• Laundry. It took me this long to get into some sort of system. The big girls have a hamper and Chiara has one, and they get washed together about every 4 days. And immediately sorted! This is so simple but has really freed up the backlog of folding and getting back to their rooms.
  • Housemate coming in clutch. I’m thinking back to all those nights in the first 5 months that Chris wasn’t home for bedtime and Clare was there to hold Chiara while I got Zelie down, and then I could hold her while I did Evange. My spiritual director said, “Sometimes all you need is a pair of hands for 7 minutes.”  So true. Thanks, Clare!

And this isn’t logistics, but I’ve also been thinking about the sweetness of sister bonds, and how we’ve seen the big girls grow so much in this last year, too. My sister and I are 19 months apart, just like Evangeline and Zelie, so I don’t remember her birth. It’s been beautiful to see Evangeline’s special bond with Chiara. She is quick to try to make her happy – she made up a song to sing to her when she cries in the car – and things I find annoying, like repeating loud one syllable noises over and over again, crack Chiara up. Who knew.

I know in a couple years I’ll think it was silly of me to feel like I had a big kid in the house when my oldest was 4 and a half, but I have been surprised lately at all the things Evangeline can do, and wants to do. As I’m nursing Chiara, she will proudly come and tell me that she dried herself off from the bath, brushed her teeth and hair, flossed, put on her pull-up, put lotions on her legs, and put her PJ’s on. Then she’ll say, “Does that help the family?” because she’s also now on the lookout for ways to earn coins to put in her piggy bank. (Also discovered that she’s super motivated by charts.) And she and Zelie play together SO WELL these days. My favorite is when they act out the scenes from Frozen when Anna and Elsa are little. Do the magic, do the magic! THIS IS AMAZING! It’s just a fun new world with almost two preschool-age kids in the house.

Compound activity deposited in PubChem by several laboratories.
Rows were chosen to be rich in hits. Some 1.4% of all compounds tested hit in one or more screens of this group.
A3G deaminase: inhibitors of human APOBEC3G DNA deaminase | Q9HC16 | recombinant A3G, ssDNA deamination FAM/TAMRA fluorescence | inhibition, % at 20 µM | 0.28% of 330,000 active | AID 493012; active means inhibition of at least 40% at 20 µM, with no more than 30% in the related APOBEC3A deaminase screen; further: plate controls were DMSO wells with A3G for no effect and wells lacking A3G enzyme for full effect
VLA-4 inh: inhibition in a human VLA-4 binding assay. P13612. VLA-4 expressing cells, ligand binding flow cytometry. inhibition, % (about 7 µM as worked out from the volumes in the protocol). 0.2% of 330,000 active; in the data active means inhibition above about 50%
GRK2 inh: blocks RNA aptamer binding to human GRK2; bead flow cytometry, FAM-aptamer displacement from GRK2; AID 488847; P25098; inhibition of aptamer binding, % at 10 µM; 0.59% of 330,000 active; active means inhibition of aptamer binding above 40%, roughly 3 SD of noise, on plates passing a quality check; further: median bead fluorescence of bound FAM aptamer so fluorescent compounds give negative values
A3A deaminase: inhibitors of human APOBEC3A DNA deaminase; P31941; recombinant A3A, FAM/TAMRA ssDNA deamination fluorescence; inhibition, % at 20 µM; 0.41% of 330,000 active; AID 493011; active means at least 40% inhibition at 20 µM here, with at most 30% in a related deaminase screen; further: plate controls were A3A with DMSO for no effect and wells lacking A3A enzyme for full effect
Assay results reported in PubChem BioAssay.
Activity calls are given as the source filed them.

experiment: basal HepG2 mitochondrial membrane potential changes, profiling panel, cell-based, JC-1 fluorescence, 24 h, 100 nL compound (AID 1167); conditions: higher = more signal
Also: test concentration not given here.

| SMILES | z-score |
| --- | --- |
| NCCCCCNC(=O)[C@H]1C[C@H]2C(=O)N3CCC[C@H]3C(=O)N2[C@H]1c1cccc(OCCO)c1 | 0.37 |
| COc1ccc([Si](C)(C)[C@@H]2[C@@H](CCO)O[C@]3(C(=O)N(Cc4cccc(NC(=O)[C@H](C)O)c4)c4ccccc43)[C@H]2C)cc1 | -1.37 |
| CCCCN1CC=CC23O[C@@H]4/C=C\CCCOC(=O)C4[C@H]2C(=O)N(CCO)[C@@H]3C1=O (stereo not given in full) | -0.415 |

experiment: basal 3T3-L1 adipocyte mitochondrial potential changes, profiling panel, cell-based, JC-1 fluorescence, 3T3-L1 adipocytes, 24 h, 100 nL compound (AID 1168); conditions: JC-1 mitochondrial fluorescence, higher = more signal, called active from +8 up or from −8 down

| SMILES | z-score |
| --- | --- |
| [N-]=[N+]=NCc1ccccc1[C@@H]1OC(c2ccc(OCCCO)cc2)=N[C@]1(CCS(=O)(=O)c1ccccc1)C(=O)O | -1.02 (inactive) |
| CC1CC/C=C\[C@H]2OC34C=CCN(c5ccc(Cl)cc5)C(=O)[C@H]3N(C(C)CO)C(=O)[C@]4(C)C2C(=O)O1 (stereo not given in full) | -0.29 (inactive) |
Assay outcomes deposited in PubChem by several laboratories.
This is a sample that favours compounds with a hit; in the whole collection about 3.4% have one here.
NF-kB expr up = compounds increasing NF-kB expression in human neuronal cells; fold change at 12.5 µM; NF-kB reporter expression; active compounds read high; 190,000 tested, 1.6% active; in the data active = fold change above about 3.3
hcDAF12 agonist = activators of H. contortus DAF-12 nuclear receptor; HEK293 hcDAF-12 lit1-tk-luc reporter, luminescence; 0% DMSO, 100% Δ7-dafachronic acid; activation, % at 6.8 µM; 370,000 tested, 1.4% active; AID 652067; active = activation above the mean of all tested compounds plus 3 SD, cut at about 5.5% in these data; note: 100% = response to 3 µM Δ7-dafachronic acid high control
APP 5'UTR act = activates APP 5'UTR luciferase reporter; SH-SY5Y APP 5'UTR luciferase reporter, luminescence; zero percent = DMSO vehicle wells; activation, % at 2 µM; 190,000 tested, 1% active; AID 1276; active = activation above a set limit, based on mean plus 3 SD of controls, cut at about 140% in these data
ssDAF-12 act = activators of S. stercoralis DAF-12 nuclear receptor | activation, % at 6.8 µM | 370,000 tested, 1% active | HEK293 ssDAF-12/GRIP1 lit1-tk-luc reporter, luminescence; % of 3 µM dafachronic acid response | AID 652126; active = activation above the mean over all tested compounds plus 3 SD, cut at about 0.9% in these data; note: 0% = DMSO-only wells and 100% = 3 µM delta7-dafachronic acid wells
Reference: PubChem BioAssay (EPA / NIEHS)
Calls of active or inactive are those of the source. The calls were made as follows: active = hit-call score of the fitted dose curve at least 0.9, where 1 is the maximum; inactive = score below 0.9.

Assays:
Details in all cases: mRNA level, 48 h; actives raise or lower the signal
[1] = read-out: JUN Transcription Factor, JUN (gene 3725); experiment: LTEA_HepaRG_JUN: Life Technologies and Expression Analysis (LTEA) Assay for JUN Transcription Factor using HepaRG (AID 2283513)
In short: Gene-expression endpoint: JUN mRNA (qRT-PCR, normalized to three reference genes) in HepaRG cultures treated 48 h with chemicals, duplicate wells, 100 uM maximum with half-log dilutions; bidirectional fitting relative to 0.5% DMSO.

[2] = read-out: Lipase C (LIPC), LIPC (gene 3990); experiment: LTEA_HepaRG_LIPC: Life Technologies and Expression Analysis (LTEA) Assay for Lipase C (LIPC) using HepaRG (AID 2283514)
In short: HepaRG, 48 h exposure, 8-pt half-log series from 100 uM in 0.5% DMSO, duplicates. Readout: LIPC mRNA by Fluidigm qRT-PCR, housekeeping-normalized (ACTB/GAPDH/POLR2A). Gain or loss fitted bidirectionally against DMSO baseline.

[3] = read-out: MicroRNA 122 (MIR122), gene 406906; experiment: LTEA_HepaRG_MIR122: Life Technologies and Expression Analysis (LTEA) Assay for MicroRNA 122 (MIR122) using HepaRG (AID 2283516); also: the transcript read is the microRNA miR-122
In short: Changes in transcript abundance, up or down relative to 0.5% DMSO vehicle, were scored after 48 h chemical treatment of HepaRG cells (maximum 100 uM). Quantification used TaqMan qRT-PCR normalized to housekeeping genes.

when I thought I had an anger problem and then remembered I’m an introvert

Since adding Chiara to the mix, I’ve been reading/thinking/talking about parenting more than I ever have before. It’s not her – she’s almost unicorn baby level of chill – it’s me. It’s me learning what it feels like to be stretched to my limits and operate at full capacity. And what it looks like when I snap.

Anger, friends. So much anger.

Before becoming a mom, I don’t know if I’d ever experienced anger as an emotion before. Seriously. Annoyance and irritation, sure, but … rage? Nope. I’m an Enneagram 9 and the classic problem with that type is “being out of touch with one’s anger,” and I always thought, hm, weird, that doesn’t apply to me. Hah!